Dreamscape Comics – Bethlehem, PA

I wanted to write about something that recently happened.  It doesn’t involve music or travelling, but another type of inspiration to me.  Recently a business owner, friend, and neighbor passed away.  I won’t go into details as to how it happened because I don’t know all the details.  I also don’t think it is right to talk about it here.  The person I am talking about is Nicholas Yukto, and he owned and operated Dreamscape Comics in Bethlehem, Pennsylvania.

Nick was a quiet and humble guy.  His knowledge of comics was vast and astounding.  Once you walked into Dreamscape, you might think this place is extremely cluttered, but Nick knew where everything was.  He also had his regulars that he treated them like family and knew exactly what they liked.  He was a great business owner and celebrity in his own right.

I still remember the first day I stepped foot into Dreamscape.  I just moved to Bethlehem on Second Avenue, and for whatever reason my parents decided to walk me to Dreamscape Comics.  At this time, Dreamscape was located by Third Avenue which was a block away.  I was roughly six years old and wasn’t allowed to cross the street yet.  Let alone know my way around the area.

Once I walked inside I remember turning right and looking in a bin on the floor filled with trading cars.  Right away my first purchase, or my parent’s, was a pack of The Rocketeer trading cards.  I was a big fan, still am, but that was the start of my trading card collection thanks to Nick and Dreamscape.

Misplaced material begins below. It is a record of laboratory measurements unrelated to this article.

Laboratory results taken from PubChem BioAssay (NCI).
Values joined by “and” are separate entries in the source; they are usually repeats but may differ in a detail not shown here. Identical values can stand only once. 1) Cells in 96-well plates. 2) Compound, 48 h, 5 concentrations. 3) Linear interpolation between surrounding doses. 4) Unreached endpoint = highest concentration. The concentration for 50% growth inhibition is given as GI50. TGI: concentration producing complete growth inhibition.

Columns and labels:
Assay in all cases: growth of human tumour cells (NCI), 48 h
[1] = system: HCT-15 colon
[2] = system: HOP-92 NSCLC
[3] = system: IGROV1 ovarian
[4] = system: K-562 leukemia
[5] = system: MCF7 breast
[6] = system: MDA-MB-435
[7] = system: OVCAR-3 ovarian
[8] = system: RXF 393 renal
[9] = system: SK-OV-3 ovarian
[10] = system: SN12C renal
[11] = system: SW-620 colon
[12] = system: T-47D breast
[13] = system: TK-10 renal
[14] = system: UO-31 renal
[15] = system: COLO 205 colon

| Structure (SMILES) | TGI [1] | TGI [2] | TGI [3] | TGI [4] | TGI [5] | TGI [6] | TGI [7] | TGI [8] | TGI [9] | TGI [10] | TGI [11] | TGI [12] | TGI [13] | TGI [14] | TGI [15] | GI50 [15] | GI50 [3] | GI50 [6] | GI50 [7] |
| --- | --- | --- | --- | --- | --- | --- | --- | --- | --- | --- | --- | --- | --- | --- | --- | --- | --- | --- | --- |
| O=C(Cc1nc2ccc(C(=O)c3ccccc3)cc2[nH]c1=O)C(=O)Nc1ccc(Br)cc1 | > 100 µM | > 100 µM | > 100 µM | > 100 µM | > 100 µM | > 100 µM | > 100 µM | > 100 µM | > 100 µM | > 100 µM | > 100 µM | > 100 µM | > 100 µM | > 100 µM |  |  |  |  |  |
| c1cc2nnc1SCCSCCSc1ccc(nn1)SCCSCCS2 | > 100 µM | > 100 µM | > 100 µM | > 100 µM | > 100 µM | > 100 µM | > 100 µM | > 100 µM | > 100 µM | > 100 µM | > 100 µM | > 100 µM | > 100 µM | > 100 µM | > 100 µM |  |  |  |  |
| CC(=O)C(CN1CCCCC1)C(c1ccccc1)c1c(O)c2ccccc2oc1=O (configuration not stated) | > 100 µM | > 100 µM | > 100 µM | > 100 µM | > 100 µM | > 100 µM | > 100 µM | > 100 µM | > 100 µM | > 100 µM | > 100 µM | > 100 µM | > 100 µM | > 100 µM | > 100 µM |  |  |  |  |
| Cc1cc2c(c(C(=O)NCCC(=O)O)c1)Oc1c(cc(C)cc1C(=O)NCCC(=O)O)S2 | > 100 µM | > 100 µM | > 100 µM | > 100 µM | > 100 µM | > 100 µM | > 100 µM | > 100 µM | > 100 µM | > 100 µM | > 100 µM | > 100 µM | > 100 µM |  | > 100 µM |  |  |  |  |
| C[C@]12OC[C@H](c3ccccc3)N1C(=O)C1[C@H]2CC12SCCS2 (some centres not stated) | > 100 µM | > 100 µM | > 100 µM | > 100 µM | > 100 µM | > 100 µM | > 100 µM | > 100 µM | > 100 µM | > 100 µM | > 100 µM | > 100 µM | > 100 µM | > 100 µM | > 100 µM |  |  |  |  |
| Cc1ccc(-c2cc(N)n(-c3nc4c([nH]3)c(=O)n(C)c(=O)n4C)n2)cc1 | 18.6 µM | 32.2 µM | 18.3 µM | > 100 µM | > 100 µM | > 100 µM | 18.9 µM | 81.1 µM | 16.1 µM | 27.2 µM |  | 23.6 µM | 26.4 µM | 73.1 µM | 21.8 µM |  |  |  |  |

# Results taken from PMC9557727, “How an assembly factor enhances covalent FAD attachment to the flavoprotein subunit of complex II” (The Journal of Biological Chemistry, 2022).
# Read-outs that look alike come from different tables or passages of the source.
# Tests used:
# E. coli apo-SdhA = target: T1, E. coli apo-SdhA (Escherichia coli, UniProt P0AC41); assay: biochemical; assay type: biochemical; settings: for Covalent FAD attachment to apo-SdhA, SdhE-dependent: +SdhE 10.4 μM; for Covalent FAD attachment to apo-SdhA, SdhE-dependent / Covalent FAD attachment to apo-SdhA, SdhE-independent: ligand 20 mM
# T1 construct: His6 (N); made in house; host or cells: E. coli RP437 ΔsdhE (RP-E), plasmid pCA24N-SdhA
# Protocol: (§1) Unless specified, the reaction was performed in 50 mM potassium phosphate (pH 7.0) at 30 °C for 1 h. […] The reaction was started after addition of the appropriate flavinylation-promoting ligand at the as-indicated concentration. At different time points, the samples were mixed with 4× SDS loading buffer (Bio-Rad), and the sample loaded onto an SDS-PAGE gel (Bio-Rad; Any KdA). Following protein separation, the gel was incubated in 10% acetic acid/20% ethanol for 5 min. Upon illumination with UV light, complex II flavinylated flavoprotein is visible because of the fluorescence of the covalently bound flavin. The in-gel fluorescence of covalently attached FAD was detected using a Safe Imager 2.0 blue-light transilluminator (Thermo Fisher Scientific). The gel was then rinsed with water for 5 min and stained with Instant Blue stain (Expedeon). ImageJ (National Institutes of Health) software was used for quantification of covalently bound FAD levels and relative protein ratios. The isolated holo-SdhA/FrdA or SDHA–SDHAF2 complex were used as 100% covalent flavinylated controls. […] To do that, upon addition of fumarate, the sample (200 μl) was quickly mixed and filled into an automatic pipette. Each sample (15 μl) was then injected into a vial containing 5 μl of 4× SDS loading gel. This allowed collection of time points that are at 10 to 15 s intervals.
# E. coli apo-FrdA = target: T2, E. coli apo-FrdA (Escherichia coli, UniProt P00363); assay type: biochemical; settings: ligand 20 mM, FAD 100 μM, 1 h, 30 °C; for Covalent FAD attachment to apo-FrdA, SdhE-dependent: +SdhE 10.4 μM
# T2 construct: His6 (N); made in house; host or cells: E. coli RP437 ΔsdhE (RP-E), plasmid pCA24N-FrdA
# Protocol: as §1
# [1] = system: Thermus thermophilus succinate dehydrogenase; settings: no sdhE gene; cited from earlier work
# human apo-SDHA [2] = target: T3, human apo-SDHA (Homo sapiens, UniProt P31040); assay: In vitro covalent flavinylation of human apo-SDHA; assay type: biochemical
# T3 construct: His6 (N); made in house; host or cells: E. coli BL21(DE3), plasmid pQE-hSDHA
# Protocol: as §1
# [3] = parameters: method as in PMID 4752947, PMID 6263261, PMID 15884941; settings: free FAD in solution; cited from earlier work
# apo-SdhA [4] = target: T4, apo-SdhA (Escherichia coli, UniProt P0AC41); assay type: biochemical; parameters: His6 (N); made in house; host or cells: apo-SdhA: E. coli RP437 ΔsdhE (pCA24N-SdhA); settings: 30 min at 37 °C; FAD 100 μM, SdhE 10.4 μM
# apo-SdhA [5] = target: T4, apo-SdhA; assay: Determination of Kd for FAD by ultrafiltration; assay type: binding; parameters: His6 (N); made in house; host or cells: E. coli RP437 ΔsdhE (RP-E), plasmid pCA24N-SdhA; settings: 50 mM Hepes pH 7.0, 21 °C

As I got older, my Sister would walk me to Dreamscape and my mind started to go further back into the store.  Like any kid, my tastes ranged from Teenage Mutant Turtles, Power Rangers, Nickelodeon, etc.  I didn’t really get into the usual comic book superheroes.  I know enough about the subject to get me by in conversations, but I never collected those comics.  I was geared towards the horror stuff.

This was due to Mad magazine.  I loved the humor, even if I didn’t get it, and it is an iconic publication.  Nick took noticed to this, and told me that before Mad there was E.C. comics.  E.C. comics published horror comic books such as Tales From The Crypt.  Nick sold me a copy and from then on I was never the same.  Horror became a big part of my life.  It wasn’t about the gore or the killing, but the story telling and how people reacted to such madness in their life.  Nick opened a door of wonder and obsession to me.

Years past and soon Dreamscape moved.  They moved a half a block down, closer to my house.  I would always visit every Wednesday after I got off the bus from school to look at the new comics.  I never had the money to purchase anything, but Nick still made conversation with me.  Eventually I would get older and have the money to start purchasing things.  At this point, life was catching up to me and I had to figure out what I wanted to do with my life.